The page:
math & physics
zav at April 8th, 2009 01:39 — #1
i try to build a simulation of an object in 3d space.
the object is point object with properties like this:
p : current position of an object.
v : current velocity of an object.
f : current force applied on an object.
m : object's mass (1 kg)
dt : time elapsed since previous step
v = (0, 0, 10)
p = (50, 0, 0)
at every simulation step (about 0.1 sec) the following calculations are made:
dt = GetTimeSinceLastStep()
f = CalculateForce()
v = v + (f / m) * dt
p = p + v * dt
the function CalculateForce calculates the current force at every step.
let's assume that this function always return force in zx plane, perpendicular to the current velocity toward (0, 0, 0).
in such case, object suppose to perform circular motion with constant speed about the origin in zx plane. but here is my problem:
[(f/m) * dt] vector (that added to current velocity) will always have some length. so after addition it to v, the new v vector will be longer than the previous one (hypotenuse is always greater than two other sides in triangle).
so in my simulation the object always increase it's speed and instead of circular motion i have a spiral one.
where is an error ???????
thanx in advance
reedbeta at April 8th, 2009 01:48 — #2
There isn't necessarily any error. In simulations like this, using discrete timesteps always produces inaccurate results. You should be able to improve the accuracy by using smaller timesteps. (Mathematically, I think that as you let the timestep go to zero, the change in speed will go as the timestep squared, so it will vanish in the limit.)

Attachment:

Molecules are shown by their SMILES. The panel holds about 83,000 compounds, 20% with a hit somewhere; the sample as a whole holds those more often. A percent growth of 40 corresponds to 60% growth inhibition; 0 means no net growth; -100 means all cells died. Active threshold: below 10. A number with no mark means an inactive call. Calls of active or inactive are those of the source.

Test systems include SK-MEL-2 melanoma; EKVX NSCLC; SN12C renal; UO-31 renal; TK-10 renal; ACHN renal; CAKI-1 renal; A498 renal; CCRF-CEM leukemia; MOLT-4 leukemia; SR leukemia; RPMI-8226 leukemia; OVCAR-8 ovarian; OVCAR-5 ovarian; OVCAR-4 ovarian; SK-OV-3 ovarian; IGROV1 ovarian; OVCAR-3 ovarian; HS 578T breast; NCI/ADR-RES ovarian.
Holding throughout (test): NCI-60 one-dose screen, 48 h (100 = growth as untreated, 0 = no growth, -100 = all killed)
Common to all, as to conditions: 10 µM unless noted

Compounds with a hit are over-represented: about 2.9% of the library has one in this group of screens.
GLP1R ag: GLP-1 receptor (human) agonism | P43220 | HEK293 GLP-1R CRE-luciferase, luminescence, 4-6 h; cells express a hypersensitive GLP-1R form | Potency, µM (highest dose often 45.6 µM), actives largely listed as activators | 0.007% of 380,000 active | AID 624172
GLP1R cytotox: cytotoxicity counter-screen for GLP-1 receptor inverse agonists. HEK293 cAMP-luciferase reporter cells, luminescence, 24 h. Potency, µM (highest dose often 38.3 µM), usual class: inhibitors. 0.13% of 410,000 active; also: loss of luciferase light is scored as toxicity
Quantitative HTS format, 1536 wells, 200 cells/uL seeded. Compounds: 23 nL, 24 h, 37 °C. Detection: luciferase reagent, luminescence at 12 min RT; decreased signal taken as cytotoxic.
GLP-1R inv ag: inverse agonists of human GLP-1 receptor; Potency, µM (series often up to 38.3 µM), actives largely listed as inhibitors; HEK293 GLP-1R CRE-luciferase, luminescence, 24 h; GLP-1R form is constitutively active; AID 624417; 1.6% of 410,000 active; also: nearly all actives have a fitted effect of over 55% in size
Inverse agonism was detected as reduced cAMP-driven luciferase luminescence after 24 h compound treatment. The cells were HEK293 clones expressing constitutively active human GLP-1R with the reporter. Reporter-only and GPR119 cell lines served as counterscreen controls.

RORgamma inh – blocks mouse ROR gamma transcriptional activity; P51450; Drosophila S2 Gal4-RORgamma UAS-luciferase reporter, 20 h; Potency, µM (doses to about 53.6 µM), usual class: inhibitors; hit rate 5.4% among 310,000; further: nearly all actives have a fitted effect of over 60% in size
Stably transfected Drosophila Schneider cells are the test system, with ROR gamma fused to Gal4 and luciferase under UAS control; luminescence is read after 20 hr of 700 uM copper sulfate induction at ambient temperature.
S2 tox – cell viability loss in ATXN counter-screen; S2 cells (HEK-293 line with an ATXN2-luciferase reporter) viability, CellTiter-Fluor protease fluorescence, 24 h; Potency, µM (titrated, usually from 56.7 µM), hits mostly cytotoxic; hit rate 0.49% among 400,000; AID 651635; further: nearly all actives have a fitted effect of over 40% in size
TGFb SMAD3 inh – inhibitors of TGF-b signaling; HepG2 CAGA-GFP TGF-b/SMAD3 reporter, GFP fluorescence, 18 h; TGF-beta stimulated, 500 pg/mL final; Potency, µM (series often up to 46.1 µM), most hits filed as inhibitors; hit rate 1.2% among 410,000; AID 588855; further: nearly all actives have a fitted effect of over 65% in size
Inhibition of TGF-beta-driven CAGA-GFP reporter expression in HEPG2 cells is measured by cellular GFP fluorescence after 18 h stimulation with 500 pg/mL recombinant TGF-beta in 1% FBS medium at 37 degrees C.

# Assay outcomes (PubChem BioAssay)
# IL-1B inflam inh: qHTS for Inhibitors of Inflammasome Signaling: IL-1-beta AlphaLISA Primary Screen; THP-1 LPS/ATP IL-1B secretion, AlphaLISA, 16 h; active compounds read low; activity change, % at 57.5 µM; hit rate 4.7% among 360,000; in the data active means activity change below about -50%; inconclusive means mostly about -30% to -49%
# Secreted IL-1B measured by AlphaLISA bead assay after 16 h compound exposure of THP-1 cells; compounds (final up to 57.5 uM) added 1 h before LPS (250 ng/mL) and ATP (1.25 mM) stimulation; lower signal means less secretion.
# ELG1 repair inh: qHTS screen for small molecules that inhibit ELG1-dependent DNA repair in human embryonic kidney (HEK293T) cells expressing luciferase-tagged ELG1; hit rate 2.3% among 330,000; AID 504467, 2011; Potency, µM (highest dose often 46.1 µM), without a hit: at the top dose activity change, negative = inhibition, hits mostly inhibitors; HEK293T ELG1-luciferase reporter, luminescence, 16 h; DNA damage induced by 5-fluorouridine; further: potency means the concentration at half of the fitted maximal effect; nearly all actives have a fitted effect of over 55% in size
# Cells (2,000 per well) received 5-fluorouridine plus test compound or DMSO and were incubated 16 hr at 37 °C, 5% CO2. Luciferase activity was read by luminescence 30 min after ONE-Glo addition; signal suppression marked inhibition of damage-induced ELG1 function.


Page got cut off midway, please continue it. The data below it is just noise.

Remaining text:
Beyond that, more sophisticated integration methods are possible. What you are using is known as Euler integration, and is a simple but not particularly accurate method. You could upgrade to the midpoint method, or go all out with RK4. (Those links are to Wikipedia articles that discuss the methods in the context of general differential equations. You can probably find articles specialized to game physics simulations with a little googling.)
rubicon at April 8th, 2009 17:40 — #3
It increases speed because your model is increasing it's speed, there's no code bug. You're adding a vector to another one, so the overall length will of course continue to change.
You need to work with direction and speed separately, which means normalise and scaling of the components as you go. If you're only trying to change direction, then get the magnitude beforehand, add your vector then normalise the result and scale it back to the original magnitude.
Or make a better model. If you're simulating gravity attraction, then do that. Add the velocity to the position, then subtract your gravity direction from the velocity